The future of ESPN’s Ariel Helwani is up in the air.
According to Andrew Marchand of the New York Post, Helwani’s contract with the network is worth “a little less than half a million dollars per year.” Helwani’s deal with ESPN expires in June, and while negotiations seem to be ongoing, there is no guarantee that Helwani will stay with ESPN.
“Ariel does great work for ESPN and we expect that to continue going forward,” ESPN VP Josh Krulewitz said in a statement to Marchand.
ESPN has been in cost cutting mode. In a recent round of layoffs the company eliminated 500 jobs.
The wild card in Helwani’s work with ESPN is UFC president Dana White. White has made it abundantly clear over the past few years that he does not like Helwani’s style of journalism.
In 2016, Helwani, who was then with MMA Fighting, was let go from his role with FOX Sports and briefly “banned for life” from UFC events.
When Helwani signed on with ESPN in 2018, he said, “I’m so happy because when I left Fox, what hurt me the most wasn’t that they listened to Dana or the UFC and cut ties for no fault of my own, it’s that I never felt I had any support, I never felt they had my back, I never felt there was loyalty there. Even before I stepped through the doors here (ESPN) on Friday, I noticed right away, particularly from Glenn (Jacobs) but from other people as well, this is an incredibly loyal company. The things they were saying to me blew my mind, without me even being on board yet.”
The UFC had signed its deal with ESPN before Helwani joined the network, but the promotion did not broadcast its first ESPN event until January 2019. Helwani had no worries about the relationship with the UFC when he joined ESPN.
“Zero worries whatsoever,” said Helwani. “I’ve been reassured about various different things for several months now. …Glenn has been incredible to work with, we started this process, and I feel they’ve made a real big commitment and now my job is to prove them right and show them that loyalty back.
“Even from the UFC, I heard from many people very high up in the company when this deal was announced saying how happy they were for me and how they were looking forward to working with me, even people I didn’t even talk to on a day-to-day basis. So it’s really all been incredibly positive.”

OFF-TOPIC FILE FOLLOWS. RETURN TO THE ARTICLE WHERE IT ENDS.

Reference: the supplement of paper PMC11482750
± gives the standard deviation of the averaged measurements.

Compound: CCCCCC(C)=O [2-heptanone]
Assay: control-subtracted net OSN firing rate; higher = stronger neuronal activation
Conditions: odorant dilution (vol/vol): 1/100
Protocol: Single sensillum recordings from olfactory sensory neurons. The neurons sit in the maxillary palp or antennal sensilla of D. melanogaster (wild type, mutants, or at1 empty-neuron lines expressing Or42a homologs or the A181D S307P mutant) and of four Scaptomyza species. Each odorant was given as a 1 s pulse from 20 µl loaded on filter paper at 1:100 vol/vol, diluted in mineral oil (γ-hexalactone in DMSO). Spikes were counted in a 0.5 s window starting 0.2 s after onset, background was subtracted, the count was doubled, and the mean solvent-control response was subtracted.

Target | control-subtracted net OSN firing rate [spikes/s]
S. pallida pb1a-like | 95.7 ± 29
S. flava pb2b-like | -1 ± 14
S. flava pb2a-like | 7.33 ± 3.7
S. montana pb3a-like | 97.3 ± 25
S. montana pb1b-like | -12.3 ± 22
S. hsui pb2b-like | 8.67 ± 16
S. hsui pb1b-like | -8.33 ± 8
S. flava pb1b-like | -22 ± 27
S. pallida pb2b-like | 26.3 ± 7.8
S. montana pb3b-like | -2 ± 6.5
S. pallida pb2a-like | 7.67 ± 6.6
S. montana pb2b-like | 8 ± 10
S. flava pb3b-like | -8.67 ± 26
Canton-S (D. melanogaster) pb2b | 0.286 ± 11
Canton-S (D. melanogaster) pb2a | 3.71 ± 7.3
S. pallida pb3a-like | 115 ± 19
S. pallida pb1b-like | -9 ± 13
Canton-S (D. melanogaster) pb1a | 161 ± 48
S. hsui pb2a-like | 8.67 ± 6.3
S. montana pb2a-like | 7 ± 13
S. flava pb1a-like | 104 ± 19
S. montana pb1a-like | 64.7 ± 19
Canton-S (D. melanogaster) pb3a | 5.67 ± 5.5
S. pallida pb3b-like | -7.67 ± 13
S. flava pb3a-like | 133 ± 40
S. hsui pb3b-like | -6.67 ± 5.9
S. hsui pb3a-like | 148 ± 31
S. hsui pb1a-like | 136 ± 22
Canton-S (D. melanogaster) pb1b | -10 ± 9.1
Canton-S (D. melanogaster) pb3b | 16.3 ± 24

Things between White and Helwani seemed to cool down for a while, but that changed recently.
White, not one to let go of a grudge, called Helwani a “douche” for allegedly inserting himself in the conversation around Gina Carano’s firing by Disney. “Leave her alone. We make mistakes, we all make mistakes,” White said when asked about the social media posts that got Carano fired. “For everyone to go in on her. I love how Ariel Helwani made it all about him, such a douche.”
Several of Helwani’s colleagues at ESPN spoke out in his defense, but it took ESPN three days to respond to White’s words, and when it responded, the statement was tepid — at best.
“Ariel is a valued colleague and an exceptional MMA reporter. His record speaks for itself,” ESPN wrote.
It’s not unreasonable to think White and ESPN may have had conversations about Helwani, the network, and the UFC behind closed doors—especially since White was reportedly involved with Helwani’s exit from FOX Sports. The NY Post article posits that Helwani could leave ESPN for greener pastures, but that may prove more difficult if the UFC president is bullish about wanting his exit from the promotion’s broadcast partner.
Suggestions were made that Helwani could possibly go to Meadowlark, Dan Le Batard and John Skipper’s new company, for his podcast. Or perhaps CBS/Showtime as a potential destination. The Post’s most interesting idea was that Helwani, who has over 977,000 Twitter followers and 1M followers on Instagram, could even go the subscription route.
There are several problems with each of the options Marchand put forth. If Helwani departs ESPN, he’ll likely leave behind Daniel Cormier and Chael Sonnen as his podcast partners. It’s also worth wondering if he’ll lose access to many high profile UFC fighters. Would the longtime podcast host be able to conduct a high profile show without access to the highest levels of MMA talent? Without his partners and easy access there should be some worry about maintaining the kind of huge profile Helwani has built with ESPN on a service like Substack.
It’s also worth noting that, if Helwani becomes a more regular public target for White’s ire, he could create a lot of regular fan backlash against any future endeavors for the longtime MMA show host. White is the most promoted individual with the promotion. That has been true since the Fertitta brothers purchased the UFC for $2 million in 2001. And it remains true since WME-IMG purchased the promotion for $4 billion in 2016. White’s word carries weight with fans and fighters, and if he puts his sites on Helwani’s next endeavor, he’ll likely do so with a heavy hand.
On the surface, the Post’s suggestions look good and smart. And if this was anything or anyone outside the orbit of the UFC, I wouldn’t argue about Helwani’s ability to succeed. But, White has taken a hard aim at other MMA media members before.
I’m sure the commissioners in other sports have journalists, reporters and bloggers who they dislike, but they rarely seem to put themselves at the forefront of their media spats in the way that White has done time and time again.